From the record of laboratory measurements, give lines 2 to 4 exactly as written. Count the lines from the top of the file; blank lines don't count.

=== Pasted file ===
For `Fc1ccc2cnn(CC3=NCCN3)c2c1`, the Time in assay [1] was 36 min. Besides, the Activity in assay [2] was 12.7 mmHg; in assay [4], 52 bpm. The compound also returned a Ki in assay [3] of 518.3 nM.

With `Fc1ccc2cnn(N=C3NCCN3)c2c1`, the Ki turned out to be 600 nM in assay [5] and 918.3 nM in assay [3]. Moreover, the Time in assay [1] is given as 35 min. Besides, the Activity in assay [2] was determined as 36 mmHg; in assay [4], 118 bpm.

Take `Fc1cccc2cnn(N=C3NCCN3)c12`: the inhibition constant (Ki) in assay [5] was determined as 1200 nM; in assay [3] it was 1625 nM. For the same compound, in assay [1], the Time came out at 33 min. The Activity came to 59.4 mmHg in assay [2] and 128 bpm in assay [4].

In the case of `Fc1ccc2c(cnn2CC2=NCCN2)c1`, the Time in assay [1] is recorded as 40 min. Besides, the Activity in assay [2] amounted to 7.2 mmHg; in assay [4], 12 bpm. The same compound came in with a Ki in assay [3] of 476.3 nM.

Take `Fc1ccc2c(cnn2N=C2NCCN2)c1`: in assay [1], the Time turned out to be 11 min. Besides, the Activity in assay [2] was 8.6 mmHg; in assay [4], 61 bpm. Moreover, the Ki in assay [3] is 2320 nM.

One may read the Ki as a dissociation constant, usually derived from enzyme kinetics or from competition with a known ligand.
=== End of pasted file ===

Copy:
With `Fc1ccc2cnn(N=C3NCCN3)c2c1`, the Ki turned out to be 600 nM in assay [5] and 918.3 nM in assay [3]. Moreover, the Time in assay [1] is given as 35 min. Besides, the Activity in assay [2] was determined as 36 mmHg; in assay [4], 118 bpm.

Take `Fc1cccc2cnn(N=C3NCCN3)c12`: the inhibition constant (Ki) in assay [5] was determined as 1200 nM; in assay [3] it was 1625 nM. For the same compound, in assay [1], the Time came out at 33 min. The Activity came to 59.4 mmHg in assay [2] and 128 bpm in assay [4].

In the case of `Fc1ccc2c(cnn2CC2=NCCN2)c1`, the Time in assay [1] is recorded as 40 min. Besides, the Activity in assay [2] amounted to 7.2 mmHg; in assay [4], 12 bpm. The same compound came in with a Ki in assay [3] of 476.3 nM.